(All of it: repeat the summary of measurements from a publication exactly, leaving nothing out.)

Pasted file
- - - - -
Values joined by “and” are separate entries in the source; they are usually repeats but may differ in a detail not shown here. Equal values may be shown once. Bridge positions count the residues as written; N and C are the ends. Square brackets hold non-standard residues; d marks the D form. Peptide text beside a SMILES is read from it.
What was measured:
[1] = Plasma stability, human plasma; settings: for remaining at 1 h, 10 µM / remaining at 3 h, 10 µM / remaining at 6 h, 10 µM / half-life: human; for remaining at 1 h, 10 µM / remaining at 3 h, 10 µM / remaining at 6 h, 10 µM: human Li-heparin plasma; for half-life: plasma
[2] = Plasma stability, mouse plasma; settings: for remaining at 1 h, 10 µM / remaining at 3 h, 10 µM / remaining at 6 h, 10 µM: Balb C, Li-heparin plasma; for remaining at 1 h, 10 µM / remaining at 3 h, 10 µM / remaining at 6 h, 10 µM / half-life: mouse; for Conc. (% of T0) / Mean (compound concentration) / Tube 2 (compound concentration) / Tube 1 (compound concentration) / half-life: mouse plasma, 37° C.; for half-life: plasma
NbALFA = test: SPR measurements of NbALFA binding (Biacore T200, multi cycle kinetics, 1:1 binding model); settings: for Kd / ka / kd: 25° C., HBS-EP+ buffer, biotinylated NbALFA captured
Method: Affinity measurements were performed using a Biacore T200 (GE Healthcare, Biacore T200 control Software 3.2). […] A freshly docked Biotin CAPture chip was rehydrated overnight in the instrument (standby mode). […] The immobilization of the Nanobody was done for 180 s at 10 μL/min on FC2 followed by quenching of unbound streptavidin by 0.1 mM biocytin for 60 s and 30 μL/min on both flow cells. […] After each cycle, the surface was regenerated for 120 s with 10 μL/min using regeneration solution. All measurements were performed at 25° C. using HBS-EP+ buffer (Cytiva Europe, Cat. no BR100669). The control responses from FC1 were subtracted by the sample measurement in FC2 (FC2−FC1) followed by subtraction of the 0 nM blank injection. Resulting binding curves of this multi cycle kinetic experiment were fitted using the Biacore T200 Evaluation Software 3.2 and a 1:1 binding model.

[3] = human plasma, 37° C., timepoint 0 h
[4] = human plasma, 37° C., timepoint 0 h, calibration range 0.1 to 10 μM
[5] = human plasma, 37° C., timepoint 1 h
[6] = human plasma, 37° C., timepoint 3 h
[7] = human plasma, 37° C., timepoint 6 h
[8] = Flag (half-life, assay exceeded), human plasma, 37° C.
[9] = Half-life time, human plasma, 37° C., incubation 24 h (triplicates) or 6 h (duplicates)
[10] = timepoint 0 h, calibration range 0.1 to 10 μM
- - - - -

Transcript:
Values joined by “and” are separate entries in the source; they are usually repeats but may differ in a detail not shown here. Equal values may be shown once. Bridge positions count the residues as written; N and C are the ends. Square brackets hold non-standard residues; d marks the D form. Peptide text beside a SMILES is read from it.
What was measured:
[1] = Plasma stability, human plasma; settings: for remaining at 1 h, 10 µM / remaining at 3 h, 10 µM / remaining at 6 h, 10 µM / half-life: human; for remaining at 1 h, 10 µM / remaining at 3 h, 10 µM / remaining at 6 h, 10 µM: human Li-heparin plasma; for half-life: plasma
[2] = Plasma stability, mouse plasma; settings: for remaining at 1 h, 10 µM / remaining at 3 h, 10 µM / remaining at 6 h, 10 µM: Balb C, Li-heparin plasma; for remaining at 1 h, 10 µM / remaining at 3 h, 10 µM / remaining at 6 h, 10 µM / half-life: mouse; for Conc. (% of T0) / Mean (compound concentration) / Tube 2 (compound concentration) / Tube 1 (compound concentration) / half-life: mouse plasma, 37° C.; for half-life: plasma
NbALFA = test: SPR measurements of NbALFA binding (Biacore T200, multi cycle kinetics, 1:1 binding model); settings: for Kd / ka / kd: 25° C., HBS-EP+ buffer, biotinylated NbALFA captured
Method: Affinity measurements were performed using a Biacore T200 (GE Healthcare, Biacore T200 control Software 3.2). […] A freshly docked Biotin CAPture chip was rehydrated overnight in the instrument (standby mode). […] The immobilization of the Nanobody was done for 180 s at 10 μL/min on FC2 followed by quenching of unbound streptavidin by 0.1 mM biocytin for 60 s and 30 μL/min on both flow cells. […] After each cycle, the surface was regenerated for 120 s with 10 μL/min using regeneration solution. All measurements were performed at 25° C. using HBS-EP+ buffer (Cytiva Europe, Cat. no BR100669). The control responses from FC1 were subtracted by the sample measurement in FC2 (FC2−FC1) followed by subtraction of the 0 nM blank injection. Resulting binding curves of this multi cycle kinetic experiment were fitted using the Biacore T200 Evaluation Software 3.2 and a 1:1 binding model.

[3] = human plasma, 37° C., timepoint 0 h
[4] = human plasma, 37° C., timepoint 0 h, calibration range 0.1 to 10 μM
[5] = human plasma, 37° C., timepoint 1 h
[6] = human plasma, 37° C., timepoint 3 h
[7] = human plasma, 37° C., timepoint 6 h
[8] = Flag (half-life, assay exceeded), human plasma, 37° C.
[9] = Half-life time, human plasma, 37° C., incubation 24 h (triplicates) or 6 h (duplicates)
[10] = timepoint 0 h, calibration range 0.1 to 10 μM